I know that in the early stages of discussion they experienced recurring efforts from social workers to have them acknowledge responsibility for the child's injuries. Their refusal to make that admission was viewed as lack of cooperation I am confident. As responsible parents they were already engaged in programs to assist their development of their premature children. I cannot speak definitively about their relationship with their social worker. I know that her expectation or perhaps her supervisor's is that communication could be as often as the Baynes want it but by telephone. The Baynes on the other hand have been told that they should use email or letter and request written responses. Clearly one wants to record the interaction and the other does not. So there is an impasse there. The parents stay active in their childrens' lives and want to be informed about them and medical appointments and other events and this communication is often sporadic from MCFD or late. So yes, a court resolution seems to me to be the only re-solution and of course that is where we are.

  6. First point. I agree, the Baynes do not need corrective services because there is no real evidence that they did anything wrong. Second, I am afraid I have to tell you that the risk assessment process is totally flawed. It is a subjective document, written by someone who (as in the Bayne case) is totally adversarial to the parent. If you have good factual evidence of risk, that is the risk assessment and you do not have to concoct a case out of psychobabble. Moreover, if used as evidence in court, the risk assessment is no better than hearsay. Since retiring from child protection work, I have advocated for many cases and I have been appalled at the atrocious treatment of some families. Sorry community worker, but only one case in three showed competent social work. Better than nothing I suppose.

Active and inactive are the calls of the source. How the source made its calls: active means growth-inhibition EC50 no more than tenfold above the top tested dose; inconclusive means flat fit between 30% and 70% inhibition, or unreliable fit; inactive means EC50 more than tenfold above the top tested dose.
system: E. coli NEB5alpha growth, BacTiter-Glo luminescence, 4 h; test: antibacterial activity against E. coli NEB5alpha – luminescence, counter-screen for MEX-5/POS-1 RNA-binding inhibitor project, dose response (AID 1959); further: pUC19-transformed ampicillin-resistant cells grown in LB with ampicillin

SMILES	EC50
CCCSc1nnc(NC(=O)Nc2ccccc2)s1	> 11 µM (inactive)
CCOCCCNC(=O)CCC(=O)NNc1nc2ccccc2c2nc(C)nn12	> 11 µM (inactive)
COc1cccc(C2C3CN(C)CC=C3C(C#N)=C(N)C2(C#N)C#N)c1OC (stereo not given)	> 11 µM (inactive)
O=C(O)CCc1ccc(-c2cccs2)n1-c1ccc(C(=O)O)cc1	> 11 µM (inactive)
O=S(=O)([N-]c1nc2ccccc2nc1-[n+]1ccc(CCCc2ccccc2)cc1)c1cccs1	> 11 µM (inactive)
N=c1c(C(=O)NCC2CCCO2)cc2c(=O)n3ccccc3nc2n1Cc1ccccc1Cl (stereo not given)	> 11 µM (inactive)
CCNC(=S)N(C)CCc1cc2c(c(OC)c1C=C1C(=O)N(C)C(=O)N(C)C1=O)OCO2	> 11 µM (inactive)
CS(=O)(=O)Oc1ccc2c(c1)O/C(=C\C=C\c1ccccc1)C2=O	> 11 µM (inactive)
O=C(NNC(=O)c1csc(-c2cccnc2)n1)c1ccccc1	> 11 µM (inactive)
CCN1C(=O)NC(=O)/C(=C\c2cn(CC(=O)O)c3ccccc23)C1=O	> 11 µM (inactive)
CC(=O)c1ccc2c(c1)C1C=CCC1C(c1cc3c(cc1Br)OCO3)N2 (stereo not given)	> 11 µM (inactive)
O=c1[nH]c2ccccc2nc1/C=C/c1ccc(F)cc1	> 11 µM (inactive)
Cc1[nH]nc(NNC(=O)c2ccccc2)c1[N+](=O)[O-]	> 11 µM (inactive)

7. Hi Ron, I was the first "anon" today. Thank you for your response. Makes perfect sense to me. It just appeared as if they were offered nothing (in your blog post) but they actually were. You and I are on the same page though - if no admittance of guilt, no need for service. But, it's worth noting it was offered and based on your comment just now, it was offered on a number of occassions

    Ray - yes, the Risk Assessment is subjective in many areas. I'd hope, however, that in cases of removal at the very least, the specific abuse cited as reason for removal would be supported with evidence (objective) rather than subjective conjecture.

  8. Well First Anon, I can't agree that we are on the same page quite yet. The page I am on is entitled “Innocence”. You are on the page called “Guilt”. That's why you can say that SW pressure to admit guilt is synonymous with the offer of help. With that I would agree. If a guilty parent confesses then I assume help is offered. The SW is doing his/her work. But I have not heard you agree with me that when an innocent parent declares innocence, that same SW pressure to confess guilt cannot be interpreted as the offer of help. If it is relentless, it is harassment. The parents' children are still gone, and they these parents do need help. Am I to believe that you could never accept that a child has been removed because of a flawed risk assessment?